What is bilateral myopia?
Myopia (nearsightedness) is a vision impairment that causes a person to have difficulty focusing on objects and signs that are far away. The condition is common among children and adults and can occur in one or both eyes. When it occurs in both eyes, it is called bilateral myopia.
Although bilateral myopia affects both eyes, the degree of vision prescriptions may vary between each eye.
What causes bilateral myopia?
Bilateral myopia occurs when each eyeball is longer than normal, or when the cornea and/or lens is curved too much to align with the length of each eyeball. A combination of these factors can also be responsible for bilateral myopia.
Bilateral myopia is typically detected in childhood and it is more likely to occur if there is a family history of the condition.
Symptoms of bilateral myopia
Bilateral myopia affects visual acuity in both eyes, meaning symptoms are usually experienced in both eyes at the same time. Some common symptoms of bilateral myopia include:
Vision changes with age, so these symptoms can reoccur over time, which is often an indicator that your vision prescription needs to be updated. In some cases, vision may become weaker in one eye over time while the other eye remains the same.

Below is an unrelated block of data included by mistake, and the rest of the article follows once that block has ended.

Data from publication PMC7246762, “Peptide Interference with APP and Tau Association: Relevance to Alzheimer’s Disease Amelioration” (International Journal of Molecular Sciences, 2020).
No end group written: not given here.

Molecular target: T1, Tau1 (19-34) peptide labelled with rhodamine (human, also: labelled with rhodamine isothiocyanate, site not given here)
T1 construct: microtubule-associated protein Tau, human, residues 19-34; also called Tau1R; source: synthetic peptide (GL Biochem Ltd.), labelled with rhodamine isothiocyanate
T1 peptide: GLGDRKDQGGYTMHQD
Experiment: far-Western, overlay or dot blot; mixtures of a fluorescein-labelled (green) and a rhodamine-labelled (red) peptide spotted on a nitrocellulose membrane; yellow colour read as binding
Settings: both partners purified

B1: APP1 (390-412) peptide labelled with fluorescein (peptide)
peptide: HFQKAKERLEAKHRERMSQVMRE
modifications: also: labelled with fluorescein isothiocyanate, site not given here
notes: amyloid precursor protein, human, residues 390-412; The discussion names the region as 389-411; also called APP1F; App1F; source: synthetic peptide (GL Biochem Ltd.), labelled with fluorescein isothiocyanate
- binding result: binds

How is bilateral myopia diagnosed?
An eye doctor diagnoses bilateral myopia through a comprehensive eye exam. This routine exam includes an evaluation of overall eye health as well as assessing any refractive errors.
How is bilateral myopia treated?
Bilateral myopia can be treated with corrective lenses such as eyeglasses or contact lenses. Refractive surgery (such as PRK or LASIK eye surgery) can also be used to treat bilateral myopia, but is typically recommended for adults who have had a stable prescription for several years.
Other types of myopia
Bilateral myopia is a common condition in the realm of nearsightedness. However, a number of variations of myopia can also occur, including:
Monovision: unilateral myopia (myopia in one eye)
Antimetropia: myopia (nearsightedness) in one eye and hyperopia (farsightedness) in one eye
Degenerative myopia: a severe form of myopia that affects the retinas
Progressive myopia: myopia that continues to worsen year after year
High myopia: nearsightedness with a degree of -6.00 diopters or more
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Page updated January 2021